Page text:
Basically, inhaled insulin is some clever non-diabetic’s solution to a non-existent problem. It IS clever. And taking injections 5 or 6 times a day would seem like a terrible burden. And, I guess, it is a little. But it isn’t as much of a burden as other areas of diabetes and, in the end, relative to other diseases, isn’t really a burden at all.

  14. Durant says:

    vous êtes un idiot monsieur

  15. blog errors says:

    If I use firefox, this website keeps sending me to ‘gogardenclub.com’. If I use Internet Exploder, I still get this error after months and months:
    Fatal error: Call to undefined function: str_split() in /home/corante/public_html/pipeline/connect.php(1) : regexp code(1) : eval()’d code(1) : regexp code on line 1
    Great blog, can I contribute to a fund to get it moved to a new site?

  16. p says:

    Durant, why is that?

  17. Nick says:

    GS added shares and options to their long position as of today’s reporting. They are playing retails per usual. MNKD is an investment you must decide on for yourself. The author will come to realize that the short thesis is saying diabetics don’t want a simplified method allowing unprecedented BG control. A new paradigm takes time to become established if it overcomes irrational and often times damaging opposition. I have seen doctors from Eli Lilly, Pfizer etc. bash the company and the drug. If no one wants it, why would they care. Same for the GS JPM etc.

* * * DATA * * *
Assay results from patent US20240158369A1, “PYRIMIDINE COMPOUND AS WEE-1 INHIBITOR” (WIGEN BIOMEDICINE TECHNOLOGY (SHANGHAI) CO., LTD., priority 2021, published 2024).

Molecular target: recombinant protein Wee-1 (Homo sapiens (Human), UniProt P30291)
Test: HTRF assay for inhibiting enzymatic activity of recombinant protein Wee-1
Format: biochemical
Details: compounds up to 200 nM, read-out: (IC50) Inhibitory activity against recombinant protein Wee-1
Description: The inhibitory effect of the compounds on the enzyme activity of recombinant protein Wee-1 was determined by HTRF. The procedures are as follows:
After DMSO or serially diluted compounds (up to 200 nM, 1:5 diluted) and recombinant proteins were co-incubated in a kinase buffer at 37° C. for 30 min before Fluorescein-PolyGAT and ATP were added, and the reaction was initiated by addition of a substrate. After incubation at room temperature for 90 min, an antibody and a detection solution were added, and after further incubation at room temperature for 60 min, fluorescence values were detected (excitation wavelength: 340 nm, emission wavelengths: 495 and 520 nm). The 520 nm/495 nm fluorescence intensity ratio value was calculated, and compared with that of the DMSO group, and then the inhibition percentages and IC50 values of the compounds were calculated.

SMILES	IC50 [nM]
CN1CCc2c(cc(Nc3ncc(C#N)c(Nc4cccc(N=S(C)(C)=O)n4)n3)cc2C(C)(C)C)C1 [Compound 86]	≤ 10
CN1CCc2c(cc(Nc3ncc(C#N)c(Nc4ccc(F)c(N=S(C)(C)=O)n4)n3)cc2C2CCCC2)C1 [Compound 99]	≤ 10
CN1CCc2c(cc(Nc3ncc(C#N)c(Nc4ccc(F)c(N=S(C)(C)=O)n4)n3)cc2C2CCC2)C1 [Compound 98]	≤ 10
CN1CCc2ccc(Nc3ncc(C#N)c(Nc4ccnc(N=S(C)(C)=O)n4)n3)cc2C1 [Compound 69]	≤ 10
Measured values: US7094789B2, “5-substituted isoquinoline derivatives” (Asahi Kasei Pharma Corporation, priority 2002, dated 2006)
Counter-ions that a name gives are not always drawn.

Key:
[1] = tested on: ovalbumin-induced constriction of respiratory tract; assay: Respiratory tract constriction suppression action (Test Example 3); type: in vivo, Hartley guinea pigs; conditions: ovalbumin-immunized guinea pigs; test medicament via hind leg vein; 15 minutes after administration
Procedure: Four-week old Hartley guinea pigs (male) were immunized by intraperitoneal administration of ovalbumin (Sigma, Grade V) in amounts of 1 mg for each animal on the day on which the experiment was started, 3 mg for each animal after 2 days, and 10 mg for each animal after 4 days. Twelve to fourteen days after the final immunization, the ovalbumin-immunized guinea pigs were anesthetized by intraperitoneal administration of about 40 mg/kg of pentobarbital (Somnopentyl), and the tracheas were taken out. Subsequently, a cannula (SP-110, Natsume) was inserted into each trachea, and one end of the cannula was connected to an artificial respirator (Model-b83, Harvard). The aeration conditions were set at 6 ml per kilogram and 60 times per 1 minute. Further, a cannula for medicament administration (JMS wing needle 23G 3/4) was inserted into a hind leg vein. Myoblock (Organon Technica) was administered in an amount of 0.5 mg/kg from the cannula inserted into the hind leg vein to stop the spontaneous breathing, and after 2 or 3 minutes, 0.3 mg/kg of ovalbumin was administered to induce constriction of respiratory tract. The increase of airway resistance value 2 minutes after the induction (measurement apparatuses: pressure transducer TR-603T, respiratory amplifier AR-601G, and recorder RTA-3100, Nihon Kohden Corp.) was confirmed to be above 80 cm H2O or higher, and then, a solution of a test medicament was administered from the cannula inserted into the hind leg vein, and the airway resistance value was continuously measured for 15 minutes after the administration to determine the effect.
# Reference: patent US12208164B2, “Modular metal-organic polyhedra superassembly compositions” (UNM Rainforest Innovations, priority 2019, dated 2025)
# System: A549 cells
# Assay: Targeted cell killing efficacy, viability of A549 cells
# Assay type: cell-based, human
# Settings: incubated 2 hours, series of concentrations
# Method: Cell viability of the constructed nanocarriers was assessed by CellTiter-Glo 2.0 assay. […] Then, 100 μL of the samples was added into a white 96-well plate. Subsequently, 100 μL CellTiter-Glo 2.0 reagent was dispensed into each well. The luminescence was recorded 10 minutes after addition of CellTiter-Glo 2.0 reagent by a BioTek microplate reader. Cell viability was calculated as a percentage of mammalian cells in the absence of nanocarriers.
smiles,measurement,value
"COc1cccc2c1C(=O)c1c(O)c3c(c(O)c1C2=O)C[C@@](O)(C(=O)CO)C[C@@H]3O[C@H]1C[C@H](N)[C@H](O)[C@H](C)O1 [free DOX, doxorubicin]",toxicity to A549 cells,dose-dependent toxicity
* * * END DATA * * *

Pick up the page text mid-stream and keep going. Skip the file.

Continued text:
18. Nick says:

    GS added shares and options to their long position as of today’s reporting. They are playing retails per usual. MNKD is an investment you must decide on for yourself. The author will come to realize that the short thesis is saying diabetics don’t want a simplified method allowing unprecedented BG control. A new paradigm takes time to become established if it overcomes irrational and often times damaging opposition. I have seen doctors from Eli Lilly, Pfizer etc. bash the company and the drug. If no one wants it, why would they care. Same for the GS JPM etc.

  19. Some idiot says:

    @13: Thanks for the description… Makes a difference for me hearing what _is_ a problem and what is _not_ a problem… And not from a sales/marketing dude, but someone who deals with it personally every day… Helps me focus on the main reason I am still in this business… To help people (or to try to, at any rate…). And we do that by listening and then thinking, not the other way around (or, worse, thinking and then telling…).

  20. Chrispy says:

    #13p:
    Thanks for commenting — it is really informative to hear it from a patient’s perspective.

  21. Kazoo Chemist says:

    @13 – Your post is a great analysis of the issue from the patient perspective. Your sentence: “Basically, inhaled insulin is some clever non-diabetic’s solution to a non-existent problem” says it all. Thanks for your perspective.
    @15. I have also learned a lot about gardening today. This problem is new for me. I finally cleared all of my Safari history on my iPad and it seems to have helped. Tomorrow I might learn about when it will be best to get the beans planted.